Supermarket promises leave a bitter taste
Published at 11:32, Thursday, 07 March 2013
You can’t have missed the massive, multi-million pound advertising campaign that Tesco is running.
Full pages in national newspapers and ads on the radio to say how they are big customers and big supporters of British agriculture and how they are going to source more of their meat from our own farms, rather than from, say, Poland, France, Ireland or New Zealand.
This campaign follows a massive and massively expensive ad campaign in January when they apologised for some of their burgers containing horsemeat.
It is heartening that the nation’s grocer is taking it all so seriously and making such bold statements. So why am I not entirely convinced by their warm and reassuring words?
Partly because it is one thing to talk the talk and entirely another, harder and more difficult thing to walk the walk.
But the main reason I’m not entirely convinced is because they – and other supermarkets – do not have a brilliant record of having fair and reasonable relationships with farmers.
Time and again we’ve heard nightmare tales of farmers agreeing contracts to supply a major supermarket, only for the deal to turn sour as tougher demands are made for more and cheaper produce.
Last week, Tesco’s chief executive Philip Clarke made a “sincere commitment” to source more meat closer to home, with all fresh chicken coming from British suppliers from July as a first step, and insisted the changes would not make food more expensive.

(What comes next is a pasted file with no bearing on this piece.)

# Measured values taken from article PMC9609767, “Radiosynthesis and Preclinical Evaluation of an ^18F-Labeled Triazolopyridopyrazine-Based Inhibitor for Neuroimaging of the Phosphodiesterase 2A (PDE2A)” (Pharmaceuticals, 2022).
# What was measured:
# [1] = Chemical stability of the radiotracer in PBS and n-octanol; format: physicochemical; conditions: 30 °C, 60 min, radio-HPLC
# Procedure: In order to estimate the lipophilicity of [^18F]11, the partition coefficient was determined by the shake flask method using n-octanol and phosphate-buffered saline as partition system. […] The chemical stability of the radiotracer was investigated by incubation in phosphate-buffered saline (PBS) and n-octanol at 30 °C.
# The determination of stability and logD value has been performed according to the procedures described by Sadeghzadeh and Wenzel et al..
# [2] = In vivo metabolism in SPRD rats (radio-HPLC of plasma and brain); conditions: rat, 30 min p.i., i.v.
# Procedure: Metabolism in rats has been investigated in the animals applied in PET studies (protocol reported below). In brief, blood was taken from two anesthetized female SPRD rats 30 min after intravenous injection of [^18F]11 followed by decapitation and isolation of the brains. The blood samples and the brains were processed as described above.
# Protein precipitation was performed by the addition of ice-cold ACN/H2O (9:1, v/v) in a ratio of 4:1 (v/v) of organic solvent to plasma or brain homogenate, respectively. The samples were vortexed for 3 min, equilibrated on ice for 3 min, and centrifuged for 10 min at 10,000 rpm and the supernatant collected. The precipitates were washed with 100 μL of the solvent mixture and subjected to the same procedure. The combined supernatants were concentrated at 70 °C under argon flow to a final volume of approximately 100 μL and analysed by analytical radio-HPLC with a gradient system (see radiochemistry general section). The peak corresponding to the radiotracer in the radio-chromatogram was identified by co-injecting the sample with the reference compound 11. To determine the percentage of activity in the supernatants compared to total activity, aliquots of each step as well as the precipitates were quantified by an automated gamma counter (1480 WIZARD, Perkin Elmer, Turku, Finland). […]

His comments come after farming leaders demanded that supermarkets stop scouring the world for the cheapest food they could find and instead support the British products consumers want.
This is what should be happening anyway.
Apart from the fact that our animal husbandry is the best in the world, our traceability schemes second to none, spending money in your own country creates more wealth and jobs for your own country than spending abroad.
Mr Clarke told the National Farmers’ Union annual conference: “Where it is reasonable to do so, we will source from British producers.
“As a first step I announce that from July all of our fresh chicken must come from UK farmers. No exceptions.
“And we will move, over time, to make sure all our chicken in all our products, fresh or frozen, is from the British Isles,” he said, to applause from farmers.
He also said Tesco would conduct a root and branch review of its supply chains as part of a genuine shift in how the company sourced the products it sold, and that part of the new approach would be working directly with farmers and growers.
But he said: “It does not follow that the measures I’m announcing today means food becomes more expensive.”
This is the part that worries me.
I’ll be amazed if our farmers can produce meat as cheaply as that found through dealers and manufacturers on the continent.
Nor should they be expected to.
We don’t want farm prices driven so low that we drive farmers out of business.
We all want value for money and food at a reasonable price, but not at a price that means corners have to be cut, risks have to be taken or producers made bankrupt.
As we near the end of Fairtrade fortnight, it’s worth thinking about this.
It has been said before, I know, but it is worth repeating: The ethos of fairly-traded produce should start at home.
Tesco and others have to make profits, but they should not be excessive and they should not be made from the misfortune of others.
That would leave a bitter taste in the mouth and could cause irreparable damage to the country agriculture industry.
Published by http://www.newsandstar.co.uk
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